The fallout from defective ignition switches in General Motors (GM) cars shows no signs of slowing down. First, GM experienced a significant setback when the U.S. Supreme Court ruled that the company’s bankruptcy would not shield it from hundreds of lawsuits brought by the victims of defective ignitions switches. The defect claimed the lives of at least 124 people and was responsible for over 275 injuries. With the Court’s decision exposing GM to liability, the embattled car manufacturer settled claims filed by 49 states and the District of Columbia in October for $120 million. But this is just one part of the legal battles ahead.
GM Charged with Knowledge of Ignition Switch Defect
The allegations made by the states in the lawsuit are clear and damaging: GM and General Motors Corporation employees knew about the defective ignition switch as early as 2004 and tried to conceal the defect. The defect was found in ignition switches in several models of small GM cars, including Chevrolet Cobalt and Saturn Ion. The ignition was found to switch off while the car was running. This caused a lack of power to the car and thereby disabled the power steering and power braking. The faulty switch also prevented air bags from deploying in crashes. But the recall did not begin until February, 2014, resulting in hundreds of death and injuries. At the time, GM determined that this was not a safety concern and postponed recalls of these vehicles. The states allege that theses deceptive practices violated state consumer protection laws. New York Attorney General Eric Schneiderman charged GM with turning a blind eye for years and even hiding the defective ignition switches from regulators.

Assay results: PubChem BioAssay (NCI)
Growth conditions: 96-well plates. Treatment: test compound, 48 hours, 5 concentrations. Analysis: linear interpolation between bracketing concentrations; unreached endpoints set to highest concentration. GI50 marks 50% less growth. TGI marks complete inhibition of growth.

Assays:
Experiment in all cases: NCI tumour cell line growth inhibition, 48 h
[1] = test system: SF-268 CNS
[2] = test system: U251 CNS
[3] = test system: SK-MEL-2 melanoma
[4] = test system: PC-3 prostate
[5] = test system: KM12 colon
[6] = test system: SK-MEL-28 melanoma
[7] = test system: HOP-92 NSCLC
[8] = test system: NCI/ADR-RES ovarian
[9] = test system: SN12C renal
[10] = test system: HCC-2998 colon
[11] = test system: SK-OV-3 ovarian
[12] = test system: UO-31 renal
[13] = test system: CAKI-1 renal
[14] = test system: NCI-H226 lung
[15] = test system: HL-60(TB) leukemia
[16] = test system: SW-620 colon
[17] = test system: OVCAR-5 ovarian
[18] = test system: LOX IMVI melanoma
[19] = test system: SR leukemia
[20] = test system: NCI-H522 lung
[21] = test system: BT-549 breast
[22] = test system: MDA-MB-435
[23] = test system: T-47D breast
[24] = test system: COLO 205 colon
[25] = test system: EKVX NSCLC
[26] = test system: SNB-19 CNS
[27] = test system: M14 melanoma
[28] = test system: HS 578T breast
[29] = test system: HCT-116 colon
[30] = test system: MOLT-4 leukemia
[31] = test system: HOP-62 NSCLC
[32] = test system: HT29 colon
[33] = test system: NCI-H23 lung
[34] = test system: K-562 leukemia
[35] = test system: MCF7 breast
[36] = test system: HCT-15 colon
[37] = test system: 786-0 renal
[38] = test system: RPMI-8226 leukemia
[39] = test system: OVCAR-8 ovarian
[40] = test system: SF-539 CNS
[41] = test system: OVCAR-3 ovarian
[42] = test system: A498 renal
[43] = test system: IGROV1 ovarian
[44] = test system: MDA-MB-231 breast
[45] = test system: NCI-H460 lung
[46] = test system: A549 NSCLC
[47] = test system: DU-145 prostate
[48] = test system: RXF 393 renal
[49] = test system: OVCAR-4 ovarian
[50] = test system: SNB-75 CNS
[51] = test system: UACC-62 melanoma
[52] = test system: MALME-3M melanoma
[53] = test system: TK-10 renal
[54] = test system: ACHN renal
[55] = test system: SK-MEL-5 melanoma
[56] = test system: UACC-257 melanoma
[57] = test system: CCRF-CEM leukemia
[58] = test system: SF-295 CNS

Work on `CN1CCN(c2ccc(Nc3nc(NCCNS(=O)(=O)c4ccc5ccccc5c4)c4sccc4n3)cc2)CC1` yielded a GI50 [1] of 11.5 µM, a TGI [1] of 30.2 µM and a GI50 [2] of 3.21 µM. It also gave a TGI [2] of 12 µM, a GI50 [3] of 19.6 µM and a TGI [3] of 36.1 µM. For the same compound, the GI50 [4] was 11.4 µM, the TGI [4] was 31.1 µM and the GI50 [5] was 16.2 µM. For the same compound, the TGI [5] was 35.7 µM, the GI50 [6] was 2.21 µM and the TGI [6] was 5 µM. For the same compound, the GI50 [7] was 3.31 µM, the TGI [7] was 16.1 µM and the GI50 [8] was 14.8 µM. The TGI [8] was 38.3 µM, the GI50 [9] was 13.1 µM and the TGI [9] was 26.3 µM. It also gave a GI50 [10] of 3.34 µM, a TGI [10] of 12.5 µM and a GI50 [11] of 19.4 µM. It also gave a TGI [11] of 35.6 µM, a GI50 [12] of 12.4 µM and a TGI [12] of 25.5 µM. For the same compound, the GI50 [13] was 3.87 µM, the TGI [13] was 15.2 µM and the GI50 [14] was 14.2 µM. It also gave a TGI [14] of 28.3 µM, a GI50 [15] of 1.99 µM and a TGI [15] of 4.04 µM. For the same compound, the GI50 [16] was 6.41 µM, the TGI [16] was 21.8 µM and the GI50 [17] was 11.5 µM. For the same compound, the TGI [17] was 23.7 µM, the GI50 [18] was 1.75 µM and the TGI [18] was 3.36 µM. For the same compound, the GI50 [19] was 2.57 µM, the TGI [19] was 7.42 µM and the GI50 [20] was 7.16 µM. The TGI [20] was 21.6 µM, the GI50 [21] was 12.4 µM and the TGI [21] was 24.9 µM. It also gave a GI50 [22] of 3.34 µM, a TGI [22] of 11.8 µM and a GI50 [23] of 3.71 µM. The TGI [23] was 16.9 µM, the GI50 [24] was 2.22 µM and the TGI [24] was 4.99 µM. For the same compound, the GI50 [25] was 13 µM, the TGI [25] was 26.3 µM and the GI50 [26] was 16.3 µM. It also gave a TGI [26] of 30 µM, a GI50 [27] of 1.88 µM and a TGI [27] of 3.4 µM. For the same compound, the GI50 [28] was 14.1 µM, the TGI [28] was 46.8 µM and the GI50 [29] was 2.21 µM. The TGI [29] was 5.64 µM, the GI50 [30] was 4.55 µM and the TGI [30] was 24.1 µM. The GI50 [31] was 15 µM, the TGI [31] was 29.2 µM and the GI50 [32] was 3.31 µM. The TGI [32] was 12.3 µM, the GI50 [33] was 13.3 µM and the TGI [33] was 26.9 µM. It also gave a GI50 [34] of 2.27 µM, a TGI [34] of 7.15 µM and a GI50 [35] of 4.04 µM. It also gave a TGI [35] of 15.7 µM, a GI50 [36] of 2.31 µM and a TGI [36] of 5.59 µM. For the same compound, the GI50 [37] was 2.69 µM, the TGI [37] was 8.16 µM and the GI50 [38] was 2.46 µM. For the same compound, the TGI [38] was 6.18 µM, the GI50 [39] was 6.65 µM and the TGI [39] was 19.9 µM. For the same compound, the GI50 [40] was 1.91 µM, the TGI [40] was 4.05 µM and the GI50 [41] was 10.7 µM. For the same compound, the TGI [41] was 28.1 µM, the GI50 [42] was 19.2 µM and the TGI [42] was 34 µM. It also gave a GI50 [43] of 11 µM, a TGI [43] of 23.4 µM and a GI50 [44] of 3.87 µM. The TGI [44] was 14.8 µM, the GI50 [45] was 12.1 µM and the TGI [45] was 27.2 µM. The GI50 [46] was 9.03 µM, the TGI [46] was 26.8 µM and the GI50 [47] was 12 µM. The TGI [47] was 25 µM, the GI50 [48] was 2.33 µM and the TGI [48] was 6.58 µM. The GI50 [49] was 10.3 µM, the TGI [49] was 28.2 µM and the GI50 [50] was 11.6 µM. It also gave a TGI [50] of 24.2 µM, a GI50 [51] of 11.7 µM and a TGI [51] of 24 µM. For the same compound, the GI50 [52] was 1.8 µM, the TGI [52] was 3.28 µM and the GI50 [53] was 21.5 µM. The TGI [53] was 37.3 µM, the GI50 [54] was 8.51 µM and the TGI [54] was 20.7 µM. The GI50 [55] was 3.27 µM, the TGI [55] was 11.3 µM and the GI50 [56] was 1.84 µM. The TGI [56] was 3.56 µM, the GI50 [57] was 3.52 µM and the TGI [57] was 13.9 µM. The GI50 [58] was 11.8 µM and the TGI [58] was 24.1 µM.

What are GM’s Obligations Under the Settlement?
Aside from imposing financial liabilities, the settlement also makes a few demands on GM. Dealers cannot claim a car is safe unless it satisfies federal motor vehicle safety standards. GM dealers also cannot refer to a used car as “safe” or “subject to rigorous inspection” unless the car is not part of any open recalls. Dealers must make all recall repairs before a car is eligible for certification.
What About Other Claims Relating to the Ignition Switch Defect?
GM has already paid out a staggering $2.5 billion in penalties and settlements related to its defective ignition switches. This includes funds paid to the Department of Justice, the Federal Trade Commission, shareholders, and a victims’ compensation fund overseen by attorney Ken Feinberg. Victims received over $595 million in payments through the compensation fund. Now the states are poised to collect their part for GM’s violation of state consumer protection laws.
If you or someone you know suffered a serious injury due to a defective vehicle, including one involving a faulty GM ignition switch, please contact the Alexander Law Group, LLP immediately to discuss your rights. Call 888.777.1776 right now, for a free, confidential, and personal consultation with one of our attorneys or contact us online.